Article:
We finished our beers just as the departures board told us that passengers on Easyjet flight 1807 to Dubrovnik were requested to make their way to gate 32, which is exactly what we did.
We stood in the queue for a short while, then it was along a corridor, down some steps and across the tarmac to the waiting Airbus A319. Then we boarded the aircraft, stashed our carry-on bags in the overhead lockers and made ourselves comfortable in our seats. Our flight should take about two and a half hours and we were due to land 21:05 local time.
Once everyone was on board, the doors secured and the safety demonstration carried out, the aircraft began to taxi to the runway, and we breathed a sigh of relief as it meant our flight hadn’t been one of the many cancellations. 😊
The flight was smooth and uneventful, and we enjoyed a couple more drinks and a carton of Pringles each during the journey – Easyjet, like many budget airlines, does not offer full meals, only snacks, sandwiches and toasties.
We touched down in Dubrovnik a little late – about 9.20pm. As we walked down the aircraft steps, the air was still very warm, even at that time of night. We made our way to arrivals and stood at the luggage carousel; we didn’t have long to wait for our bags.
Once we were outside, we immediately spotted the guy holding up the “Mercury Holidays” sign, so we went over and gave him our names, which he ticked off on his list. Only one other lady was on our flight for this trip; in fact, we were told there were only seven of us in total; the other four had arrived on an earlier flight.
Strangely enough, while we would be spending two nights in Dubrovnik later on in this holiday, we were starting by spending two nights in Montenegro, a couple of hours drive away. So it would be going on for midnight when we got to our hotel; a bit of a wasted day really. 🙁
Our minibus was already waiting for us, and we had a very pleasant driver called Míro. He loaded all our bags into the boot, we took our seats, then off we went through the night-time streets. The vehicle was comfortable, roomy and air-conditioned, so it was a reasonably pleasant ride, even though we’d had a long and trying day and just wanted to reach our hotel.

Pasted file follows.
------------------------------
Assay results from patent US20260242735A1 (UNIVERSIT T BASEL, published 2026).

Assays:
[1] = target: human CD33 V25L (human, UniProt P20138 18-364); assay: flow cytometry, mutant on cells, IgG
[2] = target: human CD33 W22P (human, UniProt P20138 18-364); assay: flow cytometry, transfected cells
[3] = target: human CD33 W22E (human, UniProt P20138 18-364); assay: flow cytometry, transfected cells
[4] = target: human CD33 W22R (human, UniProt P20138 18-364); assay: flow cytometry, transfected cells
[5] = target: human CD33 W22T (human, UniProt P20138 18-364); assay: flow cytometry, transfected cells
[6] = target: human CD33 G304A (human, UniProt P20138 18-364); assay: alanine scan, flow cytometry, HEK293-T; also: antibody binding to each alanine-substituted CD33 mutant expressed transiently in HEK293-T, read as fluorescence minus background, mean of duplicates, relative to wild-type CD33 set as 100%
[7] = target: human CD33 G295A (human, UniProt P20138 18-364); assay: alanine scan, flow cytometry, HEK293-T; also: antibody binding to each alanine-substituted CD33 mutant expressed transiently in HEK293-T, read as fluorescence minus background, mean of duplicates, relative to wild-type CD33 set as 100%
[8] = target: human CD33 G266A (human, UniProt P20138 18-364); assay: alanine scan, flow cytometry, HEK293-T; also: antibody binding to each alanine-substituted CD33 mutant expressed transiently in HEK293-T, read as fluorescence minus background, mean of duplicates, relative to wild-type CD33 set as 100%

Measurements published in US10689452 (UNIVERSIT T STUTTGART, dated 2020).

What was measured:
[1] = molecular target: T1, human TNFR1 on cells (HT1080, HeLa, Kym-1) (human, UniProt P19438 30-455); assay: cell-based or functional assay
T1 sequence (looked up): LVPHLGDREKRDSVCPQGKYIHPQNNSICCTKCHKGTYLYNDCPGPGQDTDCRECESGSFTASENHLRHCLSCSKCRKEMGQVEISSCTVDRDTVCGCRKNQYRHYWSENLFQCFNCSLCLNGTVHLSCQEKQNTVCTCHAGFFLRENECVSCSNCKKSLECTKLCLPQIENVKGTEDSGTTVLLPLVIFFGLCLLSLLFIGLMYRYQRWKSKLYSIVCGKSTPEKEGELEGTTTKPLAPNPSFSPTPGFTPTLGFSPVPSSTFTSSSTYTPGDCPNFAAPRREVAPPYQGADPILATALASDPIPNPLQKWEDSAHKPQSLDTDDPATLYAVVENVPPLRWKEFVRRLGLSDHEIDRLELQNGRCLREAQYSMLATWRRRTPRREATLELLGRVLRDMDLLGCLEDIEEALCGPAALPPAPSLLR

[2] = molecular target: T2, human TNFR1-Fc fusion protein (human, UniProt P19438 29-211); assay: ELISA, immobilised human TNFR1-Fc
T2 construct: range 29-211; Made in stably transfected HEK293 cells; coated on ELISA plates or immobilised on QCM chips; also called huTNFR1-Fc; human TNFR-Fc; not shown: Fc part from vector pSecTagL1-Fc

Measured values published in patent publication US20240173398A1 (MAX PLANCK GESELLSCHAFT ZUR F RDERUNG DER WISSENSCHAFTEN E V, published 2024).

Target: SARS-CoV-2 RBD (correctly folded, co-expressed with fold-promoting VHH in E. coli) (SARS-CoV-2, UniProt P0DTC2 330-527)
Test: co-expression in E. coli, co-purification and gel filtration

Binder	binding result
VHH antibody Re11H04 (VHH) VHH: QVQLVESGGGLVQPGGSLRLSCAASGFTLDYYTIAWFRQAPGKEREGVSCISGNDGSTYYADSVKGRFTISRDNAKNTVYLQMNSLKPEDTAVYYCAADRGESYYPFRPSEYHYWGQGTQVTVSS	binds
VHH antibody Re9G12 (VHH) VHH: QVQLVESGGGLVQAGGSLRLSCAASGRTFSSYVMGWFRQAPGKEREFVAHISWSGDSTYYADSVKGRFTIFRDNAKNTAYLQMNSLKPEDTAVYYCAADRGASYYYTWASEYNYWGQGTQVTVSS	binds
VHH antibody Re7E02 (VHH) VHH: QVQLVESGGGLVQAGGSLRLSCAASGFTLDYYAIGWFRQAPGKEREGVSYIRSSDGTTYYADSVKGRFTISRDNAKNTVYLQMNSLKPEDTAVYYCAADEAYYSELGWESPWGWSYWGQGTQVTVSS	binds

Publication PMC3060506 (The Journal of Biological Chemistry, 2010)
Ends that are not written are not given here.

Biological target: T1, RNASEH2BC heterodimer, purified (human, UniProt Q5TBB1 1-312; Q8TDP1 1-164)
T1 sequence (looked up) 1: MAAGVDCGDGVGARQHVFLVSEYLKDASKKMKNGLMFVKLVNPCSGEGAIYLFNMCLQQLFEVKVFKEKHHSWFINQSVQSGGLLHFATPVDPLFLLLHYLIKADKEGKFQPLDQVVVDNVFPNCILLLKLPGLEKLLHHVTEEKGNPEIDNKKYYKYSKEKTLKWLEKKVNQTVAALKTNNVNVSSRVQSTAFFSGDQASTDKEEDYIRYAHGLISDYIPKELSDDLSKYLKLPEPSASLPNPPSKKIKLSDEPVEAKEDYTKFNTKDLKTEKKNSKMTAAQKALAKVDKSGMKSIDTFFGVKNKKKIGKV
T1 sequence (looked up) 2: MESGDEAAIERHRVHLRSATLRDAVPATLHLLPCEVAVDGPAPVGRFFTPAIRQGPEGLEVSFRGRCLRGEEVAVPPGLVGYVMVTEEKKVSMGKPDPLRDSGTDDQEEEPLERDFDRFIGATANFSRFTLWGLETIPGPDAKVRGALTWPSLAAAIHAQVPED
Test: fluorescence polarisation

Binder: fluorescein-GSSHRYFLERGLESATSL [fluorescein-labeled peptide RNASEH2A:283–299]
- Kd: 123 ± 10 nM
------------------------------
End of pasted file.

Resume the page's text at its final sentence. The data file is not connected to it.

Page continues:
At one point we reached the border between Croatia and Montenegro and we handed our passports to the driver, who in turn passed them to the border check, who stamped them and passed them back.
When we were about half-way, an hour into the journey, the mini-bus drove up a ramp and it was with some surprise we saw that we were on a ferry! Míro explained it would cut quite a bit off the ride, and it also gave us the chance to stretch our legs and enjoy the cool night-time sea breeze, as we watched the lights of one town recede into the distance as the lights of another town grew closer.
The ferry ride only took about 10 minutes but was a pleasant interlude, and blew away any thoughts we had of sleep. Míro kept us entertained on the journey by talking about Croatia, and what it was like to live during the war that heralded the break-up of the former Yugoslavia.
Around 11.40pm the minibus slowed down and pulled up in front of an attractive-looking white building which proclaimed itself to be the Hotel Budva – our home for the next two nights.
We were pleased to have finally arrived. It didn’t take long to check in, and we were allocated room 213. The guy on the reception desk informed us that a cold meal had been left in our room for us; this is because dinner was supposed to have been included tonight.
Our room, on the second floor, was situated at the front of the hotel and had a Juliet balcony looking out onto the main entrance and car park. There were twin beds, a chair and table and shelves with some hanging space in which to put your clothes – you wouldn’t really call it a wardrobe as it didn’t have a front on it. There was a handy ledge on which to place our suitcases; we decided against emptying them out as we were only here for two nights; we just hung up anything that creased easily and removed from the case anything we’d need for a couple of nights.
On the dressing table some cling-film covered dishes had been left; there was a type of spiced cooked meat (a bit like chorizo), a couple of different cheeses, some olives and bread. Dessert consisted of some sort of chocolate Swiss roll and slices of melon and grapes. As the bar had long since closed (!!) I washed it down with a bottle of cold beer out of the mini bar. 😊
Looking at the itinerary we had been given, we saw that our meeting time tomorrow morning was 9.00am, so after getting washed and undressed and into our pyjamas, we set the alarm for 7.30am and settled down to sleep. We’d finally made it, and we looked forward to what tomorrow would bring.